Thou art the source and centre of all minds,
Their only point of rest, eternal Word
From thee departing they are lost, and rove
At random, without honour, hope, or peace.
From thee is all that soothes the life of man,
His high endeavour, and his glad success,
His strength to suffer, and his will to serve.
But O, thou bounteous Giver of all good,
Thou art of all thy gifts thyself the crown'

Give what thou canst, without thee we are poor;

And with thee rich, take what thou wilt away.

Anticipations OF PROPIIECY

The groans of nature in this nether world, Which heaven has heard for ages, have an end. Foretold by prophets, and by poets sung, Whose fire was kindled at the prophet's lamp, The time of rest, the promised Sabbath, comes. Six thousand years of sorrow have well nigh Fulfilled their tardy and disastrous course Over a sinful world; and what remains Of this tempestuous state of human things, Is merely as the workings of a sea Before a calm, that rocks itself to rest. For He, whose car the winds are, and the clouds The dust that waits upon his sultry march, When sin hath moved him, and his wrath is hot, Shall visit earth in mercy; shall descend Propitious in his chariot paved with love; what his storms have blasted and defaced, Por man's revolt, shall with a smile repair.

Sweet is the harp of prophecy; too sweet Not to be wronged by a mere mortal touch; Nor can the wonders it records be sung To meaner music, and not suffer loss. But when a poet, or when one like me, Happy to rove among poetic flowers, Though poor in skill to rear them, lights at last On some fair theme, some theme divinely fair Such is the impulse and the spur he feels, To give it praise proportioned to its worth,

That not t'attempt it, arduous as he deems
The labour, were a task more arduous still.
O scenes surpassing fable, and yet true,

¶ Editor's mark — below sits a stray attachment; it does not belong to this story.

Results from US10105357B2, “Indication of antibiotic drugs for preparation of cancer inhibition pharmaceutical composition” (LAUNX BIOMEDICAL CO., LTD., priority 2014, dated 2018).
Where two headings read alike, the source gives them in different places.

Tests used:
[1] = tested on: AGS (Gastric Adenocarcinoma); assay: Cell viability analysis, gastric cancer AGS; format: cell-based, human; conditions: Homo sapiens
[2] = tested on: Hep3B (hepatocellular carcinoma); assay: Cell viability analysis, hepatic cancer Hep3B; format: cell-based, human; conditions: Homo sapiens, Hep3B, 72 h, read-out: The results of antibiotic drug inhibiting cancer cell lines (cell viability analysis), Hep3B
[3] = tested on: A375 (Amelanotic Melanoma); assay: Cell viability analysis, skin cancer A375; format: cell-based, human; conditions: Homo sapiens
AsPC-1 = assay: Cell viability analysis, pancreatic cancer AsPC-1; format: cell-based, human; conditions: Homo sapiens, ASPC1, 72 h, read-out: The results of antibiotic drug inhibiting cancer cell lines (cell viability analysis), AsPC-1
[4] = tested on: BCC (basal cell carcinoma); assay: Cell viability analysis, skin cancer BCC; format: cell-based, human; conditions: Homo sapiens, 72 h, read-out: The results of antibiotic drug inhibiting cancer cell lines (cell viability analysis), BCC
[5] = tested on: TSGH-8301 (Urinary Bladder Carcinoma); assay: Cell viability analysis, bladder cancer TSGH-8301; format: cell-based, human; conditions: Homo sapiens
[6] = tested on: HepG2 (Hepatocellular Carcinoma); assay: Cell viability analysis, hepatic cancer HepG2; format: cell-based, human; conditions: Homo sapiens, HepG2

Scenes of accomplished bliss' which who can See,
Though but in distant prospect, and not feel
His soul refreshed with foretaste of the joy
Rivers of gladness water all the earth,
And clothe all climes with beauty; the reproach
Of barrenness is past. The fruitful field
Laughs with abundance ; and the land, once lean,
Or fertile only in its own disgrace,
Exults to see its thistly curse repealed.
The various seasons woven into one,
And that one season an eternal spring,
The garden fears no blight, and needs no fence,
For there is none to covet, all are full.
The lion, and the libbard, and the bear,
Graze with the fearless flocks : all bask at noon
Together, or all gambol in the shade
Of the same grove, and drink one common stream.
Antipathies are none. No foe to man
Lurks in the serpent now ; the mother sees,
And smiles to see, her infant's playful hand
Stretched forth to dally with the crested worm,
Or stroke his azure neck, or to receive
The lambent homage of his arrowy tongue.
All creatures worship man, and all mankind
One Lord, one Father: Error has no place;
That creeping pestilence is driven away;
The loreall of Heaven has chased it. In the heart
No passion touches a discordant string,
But ull is harmony and love. Disease